A long sequence of me swimming nude in a rock pool. Roy filmed me while I swam slowly into camera, and around the pool. I had left my towel on the sand between the op and the sea. Doug taking pictures noticed that the beach was disappearing and the rocks were being covered by the apparently incoming tide. He alerted Brason, who had the tide table . He assured us that the tide was not due to turn for some hours yet.
Almost too late, I saw my towel disappearing as the tide started to come in. I looked anxiously at Roy. “Keep smiling as you swim into camera, look ha… “He now suddenly noticed the water starting to swirl over his feet and around the legs of the tripod holding the Arriflex. “CUT. Run for it!” he screamed.
They struggled to get the equipment off the beach. The tide was racing in and we knew that it would completely cover the whole area right up to the cliff face and a good way up the steps. Soaked to the skin and exhausted, we finally reached the top. It was a close run thing. A severe storm in the Atlantic had turned the tide early than usual.
For me, one night at the Hotel, unable to dry clothing, have a decent meal and a bit of peace and quiet was enough. I moved out and stayed with Doug in an old pub in Padstow.
Brason decided that filming on the beach was much too dangerous. George found an alternative; the hotel had a swimming pool. The three of us, Bikini clad, could frolic in the pool, come out and sit on a swinging hammock, drinking lemonade. Stuart dressed up as an elderly waiter with a drinks would fall into the pool, then cut to the three of us laughing at him. We spent a day just doing that. Jacky was told at one point, to jump into the pool. This she did, splashing around with considerable verve until Roy noticed bits of white cotton wool floating in the water around her and stopped filming. “What the hell’s that?”. It was Jacky’s bust, she had filled the cups with cotton wool, and it had floated out.
With Bedruthan Steps out, another location was needed. Watergate Bay was equally spectacular and much easier to reach. This then would be the setting for the scene where I discover Angela and Bridget in the nude.
A somewhat shaky sign reading “Terwyn Sun Club” was stuck in the sand; Bridget and Angela ensconced behind a windbreak, me in a Bikini. I walk round the rocks and find two naked women. Shock, horror and embarrassment! We made the dialogue up as we went along, Roy was not shooting sound, except as a guide track. Although they are nudists, I find them friendly. I climb the nearest chunk of rock and wave to my two friends to come over. The weather was not good that day. A brisk wind was blowing and it was overcast.
We went through the motions, for it would have to be re-shot on a better day. Bridget standing in the surf was told to turn left and run up the beach. She turned right and ran straight into the sea. Roy, by now had also had enough, “Oh, let her go” he said wearily, “She doesn’t know her left from her right”.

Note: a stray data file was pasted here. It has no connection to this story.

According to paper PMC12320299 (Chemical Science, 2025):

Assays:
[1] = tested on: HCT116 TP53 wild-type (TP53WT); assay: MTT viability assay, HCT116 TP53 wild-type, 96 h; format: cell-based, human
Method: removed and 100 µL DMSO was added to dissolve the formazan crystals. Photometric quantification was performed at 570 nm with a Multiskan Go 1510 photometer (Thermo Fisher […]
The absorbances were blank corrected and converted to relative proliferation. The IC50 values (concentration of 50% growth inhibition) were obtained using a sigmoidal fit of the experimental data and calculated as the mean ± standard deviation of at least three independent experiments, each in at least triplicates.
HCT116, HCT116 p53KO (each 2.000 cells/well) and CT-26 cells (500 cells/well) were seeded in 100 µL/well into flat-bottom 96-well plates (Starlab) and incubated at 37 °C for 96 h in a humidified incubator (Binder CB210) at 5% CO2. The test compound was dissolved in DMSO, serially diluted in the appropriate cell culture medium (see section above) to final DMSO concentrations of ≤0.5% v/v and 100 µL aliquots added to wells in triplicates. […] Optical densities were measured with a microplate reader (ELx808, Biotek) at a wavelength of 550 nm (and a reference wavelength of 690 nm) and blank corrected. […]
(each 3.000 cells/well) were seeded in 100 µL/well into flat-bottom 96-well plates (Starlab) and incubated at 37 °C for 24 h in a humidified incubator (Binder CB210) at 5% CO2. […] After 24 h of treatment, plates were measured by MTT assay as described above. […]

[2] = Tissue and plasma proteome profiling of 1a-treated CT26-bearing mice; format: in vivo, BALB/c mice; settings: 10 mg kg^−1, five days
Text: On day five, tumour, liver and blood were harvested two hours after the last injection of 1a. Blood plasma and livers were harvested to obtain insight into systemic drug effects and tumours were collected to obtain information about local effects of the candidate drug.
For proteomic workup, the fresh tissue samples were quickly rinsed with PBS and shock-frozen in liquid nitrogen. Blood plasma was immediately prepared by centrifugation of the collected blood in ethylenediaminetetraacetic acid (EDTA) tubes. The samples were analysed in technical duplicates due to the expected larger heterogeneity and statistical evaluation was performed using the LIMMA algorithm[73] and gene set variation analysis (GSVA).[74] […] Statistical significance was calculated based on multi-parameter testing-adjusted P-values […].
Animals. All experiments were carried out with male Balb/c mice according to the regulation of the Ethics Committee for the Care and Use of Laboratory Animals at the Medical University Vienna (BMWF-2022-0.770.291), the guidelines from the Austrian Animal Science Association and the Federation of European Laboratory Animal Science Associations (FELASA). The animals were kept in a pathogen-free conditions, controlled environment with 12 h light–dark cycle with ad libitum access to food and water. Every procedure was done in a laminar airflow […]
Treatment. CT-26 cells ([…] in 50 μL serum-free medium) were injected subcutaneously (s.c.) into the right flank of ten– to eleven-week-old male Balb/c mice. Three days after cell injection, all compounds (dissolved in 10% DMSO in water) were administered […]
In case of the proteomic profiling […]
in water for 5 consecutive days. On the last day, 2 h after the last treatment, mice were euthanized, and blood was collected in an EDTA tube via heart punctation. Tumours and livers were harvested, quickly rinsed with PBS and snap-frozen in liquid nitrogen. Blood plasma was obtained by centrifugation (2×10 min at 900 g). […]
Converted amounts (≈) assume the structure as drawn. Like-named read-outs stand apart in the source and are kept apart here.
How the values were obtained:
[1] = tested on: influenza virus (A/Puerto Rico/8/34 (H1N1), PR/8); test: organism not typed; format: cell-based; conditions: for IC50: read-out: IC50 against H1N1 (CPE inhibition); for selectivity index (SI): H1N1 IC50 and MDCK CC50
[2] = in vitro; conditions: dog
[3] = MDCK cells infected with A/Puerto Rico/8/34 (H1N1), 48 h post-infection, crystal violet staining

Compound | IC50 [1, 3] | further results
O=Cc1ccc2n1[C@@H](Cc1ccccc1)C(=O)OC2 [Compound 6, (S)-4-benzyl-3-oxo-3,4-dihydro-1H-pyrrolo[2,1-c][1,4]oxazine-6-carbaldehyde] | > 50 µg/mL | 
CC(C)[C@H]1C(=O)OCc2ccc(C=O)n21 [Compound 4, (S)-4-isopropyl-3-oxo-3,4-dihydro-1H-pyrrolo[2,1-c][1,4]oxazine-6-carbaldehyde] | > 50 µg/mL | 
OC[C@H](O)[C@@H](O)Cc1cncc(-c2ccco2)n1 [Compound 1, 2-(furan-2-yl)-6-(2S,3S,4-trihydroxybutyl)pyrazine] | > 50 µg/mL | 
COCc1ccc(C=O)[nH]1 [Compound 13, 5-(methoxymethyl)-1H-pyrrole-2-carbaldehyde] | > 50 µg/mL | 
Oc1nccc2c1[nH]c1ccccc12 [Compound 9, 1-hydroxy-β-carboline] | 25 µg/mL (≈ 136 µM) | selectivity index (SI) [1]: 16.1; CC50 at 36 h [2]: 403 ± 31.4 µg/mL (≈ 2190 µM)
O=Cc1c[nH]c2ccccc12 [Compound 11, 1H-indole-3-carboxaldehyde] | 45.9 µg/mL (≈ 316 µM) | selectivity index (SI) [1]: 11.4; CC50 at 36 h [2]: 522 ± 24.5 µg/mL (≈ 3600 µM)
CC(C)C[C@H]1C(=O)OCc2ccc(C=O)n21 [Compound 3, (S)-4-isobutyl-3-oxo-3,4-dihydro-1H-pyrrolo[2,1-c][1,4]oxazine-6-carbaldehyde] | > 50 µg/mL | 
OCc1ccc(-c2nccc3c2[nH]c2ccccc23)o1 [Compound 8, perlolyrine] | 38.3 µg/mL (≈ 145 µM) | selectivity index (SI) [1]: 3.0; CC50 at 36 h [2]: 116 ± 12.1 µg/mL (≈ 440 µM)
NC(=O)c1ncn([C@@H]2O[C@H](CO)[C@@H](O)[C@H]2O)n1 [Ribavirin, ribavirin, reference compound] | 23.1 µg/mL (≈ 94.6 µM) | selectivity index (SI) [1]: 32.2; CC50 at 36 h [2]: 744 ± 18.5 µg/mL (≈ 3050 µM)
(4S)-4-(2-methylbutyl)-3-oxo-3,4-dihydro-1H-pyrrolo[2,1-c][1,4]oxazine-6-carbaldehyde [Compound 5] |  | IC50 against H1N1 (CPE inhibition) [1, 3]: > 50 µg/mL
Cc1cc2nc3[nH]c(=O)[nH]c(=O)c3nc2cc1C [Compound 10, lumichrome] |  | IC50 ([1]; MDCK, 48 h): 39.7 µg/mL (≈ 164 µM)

Two apparitions were spotted making their way across the beach. Klinger and Tenser had arrived to see us working. Nattily dressed in matching blazers and sporting colourful ties, trousers with knife sharp creases and highly polished shoes, they surveyed the scene of five blue skinned girls shivering with cold and a fed-up looking crew. The sand blew in their faces and the spray soaked their shiny shoes. George came panting up clutching his beach ball. They gazed at all this, then remembering an appointment with a large Gin and Tonic. They left and retired to the nearest pub before returning to London and civilisation.
The beach scene was finally re-created at Presburys Studios in Dean Street . A bright blue backing with the windbreak and some sand on the floor. It didn’t match the outdoor sequence in any way, shape or form.
George wanted to film more footage of us on the boat, so we went back to Falmouth. George wanting to get some long distance shoots filmed us from another boat. Doug was in our boat to take stills of me, Petrina, Jacky and Stuart As our boats drifted apart, George shouted through the loudhailer. “Run up and down the boat”. “Wave, all of you!”, “Stuart, pretend you’ve caught a shark”. George’s voice grew fainter over the ever-widening gap. We could just about hear him bellow out “If you knew Susie as I know Susie… ”. Brason sat in the stern of the boat with his back to them, gloomily watching Falmouth disappearing aft.
We had to return to London the next day as we were to start shooting the scenes at Spielplatz Sun club the following week, and we were already behind schedule.
The final shots, according to the rough-shooting schedule were “A fairly long pictorial sequence of sand, sea and nude shots”. Then with a note of pessimism creeping in “entirely dictated by conditions as available… “, ending hopefully with, “Underwater nude swimming shots. If POSSIBLE.”
Both crew and cast rejected that one straight out of hand. The weather had closed in North Cornwall beaches are the most spectacular in the country, but can also is the coldest. Now with the wind whipping up the surf, the flying sand stinging our bare flesh, we raced into a distinctly unfriendly Atlantic. “Splash about and swim”. George was still attached to his beloved loudhailer. Numbly we splashed, swim we dare not, even Jacky’s customary enthusiasm seemed to have left her.”
Come out and run back to your towels” hailed George. This was a long shot showing an empty beach and five nude girls running towards the camera. Ever mindful of the censors, the shot had to be as far away as possible. In the finished results we appear so small, we could have been wearing woolly hats and long-johns.